In this week's MadTech Sketch, Ciaran O'Kane illustrates Google Chrome's addressability issue, and discusses why it's a major problem for the industry.
Last week Google announced it was pushing its timeline for deprecating third-party cookies in its Chrome browser. The cookie will be kept alive in Chrome at least until 2024.
At this rate we will be drawing the pension before Google commits to a decision. Google (sorry, the Chrome team) would dearly love to jettison the third-party cookie. But intense antitrust scrutiny and commercial concerns have once again kicked the can down the ad tech road.
The industry’s reaction was predictable: quietly relieved. The show goes on. Vendors will still make money from matching cookies, saving everyone’s quarter and beyond.
It is a sad indictment that we are so reliant on a failing targeting and measurement system. Safari has blocked third-party cookies for the past three years. Likewise Firefox. Chrome has been the one big hold out.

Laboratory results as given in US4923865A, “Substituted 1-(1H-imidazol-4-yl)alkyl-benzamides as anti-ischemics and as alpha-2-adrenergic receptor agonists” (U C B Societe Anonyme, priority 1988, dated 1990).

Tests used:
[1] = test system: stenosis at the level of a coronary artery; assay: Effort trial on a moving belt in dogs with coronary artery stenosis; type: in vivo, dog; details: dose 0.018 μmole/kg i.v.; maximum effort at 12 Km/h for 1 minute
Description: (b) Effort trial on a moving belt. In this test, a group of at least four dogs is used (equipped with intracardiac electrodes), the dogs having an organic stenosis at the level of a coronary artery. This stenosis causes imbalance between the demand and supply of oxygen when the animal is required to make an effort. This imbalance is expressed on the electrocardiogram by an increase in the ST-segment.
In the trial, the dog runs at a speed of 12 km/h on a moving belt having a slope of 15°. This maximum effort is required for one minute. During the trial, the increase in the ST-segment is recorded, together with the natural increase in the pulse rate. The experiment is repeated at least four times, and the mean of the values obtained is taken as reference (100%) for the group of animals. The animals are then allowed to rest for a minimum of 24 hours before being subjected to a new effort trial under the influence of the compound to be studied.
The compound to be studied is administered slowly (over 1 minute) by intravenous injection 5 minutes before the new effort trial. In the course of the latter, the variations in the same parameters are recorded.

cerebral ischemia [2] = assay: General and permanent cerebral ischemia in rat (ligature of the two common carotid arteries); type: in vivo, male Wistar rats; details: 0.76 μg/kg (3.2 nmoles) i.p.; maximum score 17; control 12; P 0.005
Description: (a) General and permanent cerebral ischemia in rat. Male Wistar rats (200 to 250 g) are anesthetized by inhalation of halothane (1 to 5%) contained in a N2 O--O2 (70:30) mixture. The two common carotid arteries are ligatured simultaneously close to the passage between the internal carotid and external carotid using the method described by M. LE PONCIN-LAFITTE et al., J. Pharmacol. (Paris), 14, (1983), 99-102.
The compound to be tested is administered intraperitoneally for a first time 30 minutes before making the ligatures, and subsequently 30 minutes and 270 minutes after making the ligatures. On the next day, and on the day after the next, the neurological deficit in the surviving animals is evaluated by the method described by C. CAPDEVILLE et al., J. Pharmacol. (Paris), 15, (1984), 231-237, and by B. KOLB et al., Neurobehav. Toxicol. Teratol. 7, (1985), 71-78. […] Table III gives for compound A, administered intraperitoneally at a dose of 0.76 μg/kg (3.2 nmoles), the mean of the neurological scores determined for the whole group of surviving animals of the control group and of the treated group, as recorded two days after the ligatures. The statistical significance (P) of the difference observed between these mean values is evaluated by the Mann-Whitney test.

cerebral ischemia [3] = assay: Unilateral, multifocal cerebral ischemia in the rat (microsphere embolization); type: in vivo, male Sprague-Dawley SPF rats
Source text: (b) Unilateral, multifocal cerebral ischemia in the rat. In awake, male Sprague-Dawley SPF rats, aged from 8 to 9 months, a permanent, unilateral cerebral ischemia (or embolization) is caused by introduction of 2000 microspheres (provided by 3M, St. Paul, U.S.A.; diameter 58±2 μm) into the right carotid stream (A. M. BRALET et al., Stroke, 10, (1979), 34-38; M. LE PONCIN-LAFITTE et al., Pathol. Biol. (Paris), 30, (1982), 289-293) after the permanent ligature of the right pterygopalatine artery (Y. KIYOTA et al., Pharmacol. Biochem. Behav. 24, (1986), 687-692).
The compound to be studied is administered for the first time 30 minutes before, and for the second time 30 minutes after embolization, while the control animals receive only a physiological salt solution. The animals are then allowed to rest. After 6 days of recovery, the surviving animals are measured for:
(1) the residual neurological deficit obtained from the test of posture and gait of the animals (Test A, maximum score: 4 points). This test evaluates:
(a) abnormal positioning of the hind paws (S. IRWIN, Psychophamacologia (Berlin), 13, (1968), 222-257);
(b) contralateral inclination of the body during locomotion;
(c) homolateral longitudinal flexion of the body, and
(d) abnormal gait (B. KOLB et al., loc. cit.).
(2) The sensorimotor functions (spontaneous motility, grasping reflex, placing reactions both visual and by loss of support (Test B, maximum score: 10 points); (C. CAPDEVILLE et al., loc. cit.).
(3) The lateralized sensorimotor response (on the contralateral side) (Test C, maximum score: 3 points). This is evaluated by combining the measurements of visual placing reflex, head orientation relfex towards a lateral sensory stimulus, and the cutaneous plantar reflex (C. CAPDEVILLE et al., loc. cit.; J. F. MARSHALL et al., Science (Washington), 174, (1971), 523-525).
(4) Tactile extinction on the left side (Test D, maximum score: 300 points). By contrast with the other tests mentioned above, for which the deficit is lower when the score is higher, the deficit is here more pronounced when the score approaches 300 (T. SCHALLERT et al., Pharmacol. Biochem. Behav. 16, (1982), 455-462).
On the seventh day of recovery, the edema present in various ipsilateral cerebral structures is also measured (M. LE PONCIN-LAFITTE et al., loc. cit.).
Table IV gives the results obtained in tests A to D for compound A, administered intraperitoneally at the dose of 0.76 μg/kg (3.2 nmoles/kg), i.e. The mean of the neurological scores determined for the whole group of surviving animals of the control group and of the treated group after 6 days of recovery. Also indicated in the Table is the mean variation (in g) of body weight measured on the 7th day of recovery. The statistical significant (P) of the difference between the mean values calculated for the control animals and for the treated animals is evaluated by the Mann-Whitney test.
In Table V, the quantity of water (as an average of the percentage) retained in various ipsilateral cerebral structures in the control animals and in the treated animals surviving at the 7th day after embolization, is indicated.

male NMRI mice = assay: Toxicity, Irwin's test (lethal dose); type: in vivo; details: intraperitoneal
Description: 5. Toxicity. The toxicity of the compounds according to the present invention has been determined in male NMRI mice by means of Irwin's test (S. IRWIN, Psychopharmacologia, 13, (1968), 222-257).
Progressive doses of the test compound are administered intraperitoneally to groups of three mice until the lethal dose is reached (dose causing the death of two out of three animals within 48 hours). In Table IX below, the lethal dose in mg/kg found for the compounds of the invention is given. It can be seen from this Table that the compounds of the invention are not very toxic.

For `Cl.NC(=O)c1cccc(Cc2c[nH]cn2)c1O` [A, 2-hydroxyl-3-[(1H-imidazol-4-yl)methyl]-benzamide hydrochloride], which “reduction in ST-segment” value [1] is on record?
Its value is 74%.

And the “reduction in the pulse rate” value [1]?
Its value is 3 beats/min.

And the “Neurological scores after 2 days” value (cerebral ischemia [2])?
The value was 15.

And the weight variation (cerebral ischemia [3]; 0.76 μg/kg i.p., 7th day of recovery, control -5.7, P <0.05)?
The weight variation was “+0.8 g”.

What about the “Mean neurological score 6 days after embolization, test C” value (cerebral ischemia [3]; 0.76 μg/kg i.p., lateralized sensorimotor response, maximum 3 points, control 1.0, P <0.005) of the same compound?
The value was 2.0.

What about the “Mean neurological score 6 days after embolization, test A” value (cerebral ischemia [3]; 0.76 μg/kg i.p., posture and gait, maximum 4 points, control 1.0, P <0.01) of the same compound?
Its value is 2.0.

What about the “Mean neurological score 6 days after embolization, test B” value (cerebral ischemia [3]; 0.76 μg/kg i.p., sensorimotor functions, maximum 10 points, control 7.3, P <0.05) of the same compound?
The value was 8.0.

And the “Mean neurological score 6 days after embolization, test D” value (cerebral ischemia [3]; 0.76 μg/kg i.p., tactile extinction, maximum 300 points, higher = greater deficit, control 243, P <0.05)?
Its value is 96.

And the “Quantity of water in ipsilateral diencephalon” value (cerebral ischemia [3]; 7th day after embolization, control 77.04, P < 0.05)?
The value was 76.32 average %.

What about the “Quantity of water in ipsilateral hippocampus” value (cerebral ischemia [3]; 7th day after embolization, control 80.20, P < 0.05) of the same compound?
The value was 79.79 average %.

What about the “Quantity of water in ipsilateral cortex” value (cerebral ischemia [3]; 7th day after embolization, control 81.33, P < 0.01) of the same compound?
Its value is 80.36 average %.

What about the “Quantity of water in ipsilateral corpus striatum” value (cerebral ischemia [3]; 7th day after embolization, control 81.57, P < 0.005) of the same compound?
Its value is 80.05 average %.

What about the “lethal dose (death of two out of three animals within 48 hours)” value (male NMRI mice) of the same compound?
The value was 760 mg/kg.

The entire programmatic market is now over indexed on Chrome. The argument: it represents 50% of the open web, and that in itself is somehow a half-decent panel for a “scaled” buy.
This is such a reductive piece of strategic thinking given you are not messaging the most affluent segment on the open web, namely the Apple user.
"Only 60% of the Chrome audience is addressable."
But there is an even bigger problem with Chrome. Right now only 60% of the Chrome audience is addressable. 40% are either using aggressive privacy settings (like myself) or are browsing “incognito”.
We went into more detail on this addressability problem with Quantcast’s Alan Tinkler in a recent TraderTalk episode. The big revelation comes at 20.22. I am also hearing this from a bunch of other vendors. But it's not being discussed publicly.
What does all this mean? Simply put, ad tech is targeting just 30% of the open web. This industry is living off the big Chrome addressability lie. I think it’s time for a serious reality check.